Service sector growth is strengthening slightly this month based on Markit’s July flash index which is up 4 tenths to a very solid 55.2. New orders are at a 3-month high and are getting a boost from both consumer spending and from business customers, the latter a welcome signal of strength for business investment. Backlogs are up and so is hiring. But optimism in the 12-month outlook, perhaps shaken by the outlook for the global economy, is the softest it’s been in three years. Input prices continue to rise but final prices are flat. This report is mostly upbeat and, despite the easing in the outlook, points to solid contribution from the service sector.

This kind of drop is concerning, and I’ve been watching for employment, a lagging indicator, to take a dive:



Consumer confidence has weakened substantially this month, to 90.9 which is more than 6 points below Econoday’s low estimate. Weakness is centered in the expectations component which is down nearly 13 points to 79.9 and reflects sudden pessimism in the jobs outlook where an unusually large percentage, at 20 percent even, see fewer jobs opening up six months from now.

Less severe is weakness in the present situation component which is down nearly 3 points to 107.4. Here, slightly more, at 26.7 percent, say jobs are hard to get but this is still low for this reading.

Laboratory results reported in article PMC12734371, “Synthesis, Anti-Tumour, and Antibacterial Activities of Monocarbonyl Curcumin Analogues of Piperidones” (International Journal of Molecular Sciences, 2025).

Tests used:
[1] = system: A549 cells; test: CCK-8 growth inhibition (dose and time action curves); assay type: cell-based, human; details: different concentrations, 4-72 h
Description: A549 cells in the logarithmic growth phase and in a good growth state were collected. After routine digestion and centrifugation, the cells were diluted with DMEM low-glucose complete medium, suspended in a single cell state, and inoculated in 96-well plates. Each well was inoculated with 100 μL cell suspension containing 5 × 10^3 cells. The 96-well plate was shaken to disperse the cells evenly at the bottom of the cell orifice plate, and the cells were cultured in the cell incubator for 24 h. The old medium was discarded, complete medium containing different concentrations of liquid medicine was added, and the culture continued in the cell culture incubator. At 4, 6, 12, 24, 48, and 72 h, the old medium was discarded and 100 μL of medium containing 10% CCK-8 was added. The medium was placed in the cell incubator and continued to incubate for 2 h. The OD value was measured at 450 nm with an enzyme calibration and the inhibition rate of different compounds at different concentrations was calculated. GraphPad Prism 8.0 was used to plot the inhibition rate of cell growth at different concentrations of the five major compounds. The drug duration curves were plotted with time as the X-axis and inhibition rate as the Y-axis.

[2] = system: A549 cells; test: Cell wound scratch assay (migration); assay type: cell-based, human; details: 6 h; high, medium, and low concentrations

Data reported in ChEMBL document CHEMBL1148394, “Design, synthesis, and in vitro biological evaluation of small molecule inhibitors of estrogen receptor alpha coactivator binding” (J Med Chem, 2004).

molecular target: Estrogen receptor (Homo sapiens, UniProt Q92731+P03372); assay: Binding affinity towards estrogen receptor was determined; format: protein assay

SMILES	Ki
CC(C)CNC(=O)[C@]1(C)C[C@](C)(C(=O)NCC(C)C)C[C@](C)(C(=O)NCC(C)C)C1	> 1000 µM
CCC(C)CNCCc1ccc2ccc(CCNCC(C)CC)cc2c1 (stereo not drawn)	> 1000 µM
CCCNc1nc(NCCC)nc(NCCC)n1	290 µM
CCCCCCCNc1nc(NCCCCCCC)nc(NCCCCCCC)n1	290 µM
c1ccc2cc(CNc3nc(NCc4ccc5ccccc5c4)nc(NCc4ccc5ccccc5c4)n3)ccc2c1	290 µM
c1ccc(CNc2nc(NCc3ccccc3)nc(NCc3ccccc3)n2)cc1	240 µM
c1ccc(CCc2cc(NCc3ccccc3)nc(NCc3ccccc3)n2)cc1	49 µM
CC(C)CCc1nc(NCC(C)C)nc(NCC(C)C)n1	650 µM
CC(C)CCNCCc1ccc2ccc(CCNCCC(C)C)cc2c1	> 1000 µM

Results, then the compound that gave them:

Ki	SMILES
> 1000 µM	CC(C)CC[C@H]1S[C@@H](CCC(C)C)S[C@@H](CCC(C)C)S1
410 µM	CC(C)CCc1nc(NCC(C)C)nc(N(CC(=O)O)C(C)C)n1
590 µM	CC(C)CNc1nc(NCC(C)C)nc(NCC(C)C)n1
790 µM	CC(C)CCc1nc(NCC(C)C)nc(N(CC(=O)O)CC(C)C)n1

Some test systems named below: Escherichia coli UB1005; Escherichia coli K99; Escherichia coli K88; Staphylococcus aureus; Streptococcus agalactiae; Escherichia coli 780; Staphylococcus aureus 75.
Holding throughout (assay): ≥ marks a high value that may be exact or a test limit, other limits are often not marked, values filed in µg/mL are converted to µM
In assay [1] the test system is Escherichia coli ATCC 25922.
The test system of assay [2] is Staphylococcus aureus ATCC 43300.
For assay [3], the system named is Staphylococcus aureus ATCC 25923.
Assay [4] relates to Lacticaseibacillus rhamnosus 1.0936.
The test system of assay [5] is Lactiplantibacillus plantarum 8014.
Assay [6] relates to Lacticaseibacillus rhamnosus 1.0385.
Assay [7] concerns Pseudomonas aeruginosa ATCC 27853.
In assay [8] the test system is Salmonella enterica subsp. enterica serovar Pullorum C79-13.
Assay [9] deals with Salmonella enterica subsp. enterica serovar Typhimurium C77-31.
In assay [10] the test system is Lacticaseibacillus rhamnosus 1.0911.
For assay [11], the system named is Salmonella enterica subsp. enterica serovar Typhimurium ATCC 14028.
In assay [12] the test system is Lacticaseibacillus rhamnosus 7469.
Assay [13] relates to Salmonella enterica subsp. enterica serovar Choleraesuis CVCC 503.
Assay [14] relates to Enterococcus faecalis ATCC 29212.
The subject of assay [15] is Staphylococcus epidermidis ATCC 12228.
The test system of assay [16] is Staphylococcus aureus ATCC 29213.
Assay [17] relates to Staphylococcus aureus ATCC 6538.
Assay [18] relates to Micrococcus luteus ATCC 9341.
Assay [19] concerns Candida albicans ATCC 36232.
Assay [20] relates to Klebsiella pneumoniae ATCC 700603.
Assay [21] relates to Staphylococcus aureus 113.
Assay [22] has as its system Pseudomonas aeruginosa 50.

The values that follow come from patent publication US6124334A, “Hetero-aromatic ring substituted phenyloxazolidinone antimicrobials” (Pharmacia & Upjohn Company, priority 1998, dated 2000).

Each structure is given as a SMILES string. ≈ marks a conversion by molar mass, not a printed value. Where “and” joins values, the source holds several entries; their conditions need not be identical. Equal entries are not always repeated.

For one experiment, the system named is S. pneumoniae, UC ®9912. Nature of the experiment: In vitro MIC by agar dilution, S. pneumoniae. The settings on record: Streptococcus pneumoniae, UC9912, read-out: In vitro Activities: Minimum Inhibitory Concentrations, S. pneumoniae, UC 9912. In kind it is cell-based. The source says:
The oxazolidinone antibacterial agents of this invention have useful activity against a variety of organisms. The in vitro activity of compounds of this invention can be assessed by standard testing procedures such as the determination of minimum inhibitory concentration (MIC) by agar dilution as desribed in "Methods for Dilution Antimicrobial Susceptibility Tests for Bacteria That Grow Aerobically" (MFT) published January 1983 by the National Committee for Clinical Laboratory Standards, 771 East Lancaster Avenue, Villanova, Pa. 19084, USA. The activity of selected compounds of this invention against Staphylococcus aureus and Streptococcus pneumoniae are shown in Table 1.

A striking negative in the report is a drop in buying plans for autos which confirms weakness elsewhere in the report. Inflation expectations are steady at 5.1 percent which is soft for this reading.

This report is citing problems in Greece and China as possible factors for the decline in expectations, …read more


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The uncertain relationship between national insurance and income tax | Letters

By Letters

Larry Elliott, in his recommendation to merge income tax and national insurance contributions (Analysis, 27 July), makes only a brief reference to any potential impact on the structure of the social security system. But this could be significant.

A merger on the paying-in side may seem technically tidier. But to remove any connection between contributions and benefits runs counter to the new single-tier pension, which deliberately kept such a link.

Continue reading… …read more

From:: Personal finance and money news, analysis and comment –

Posted in News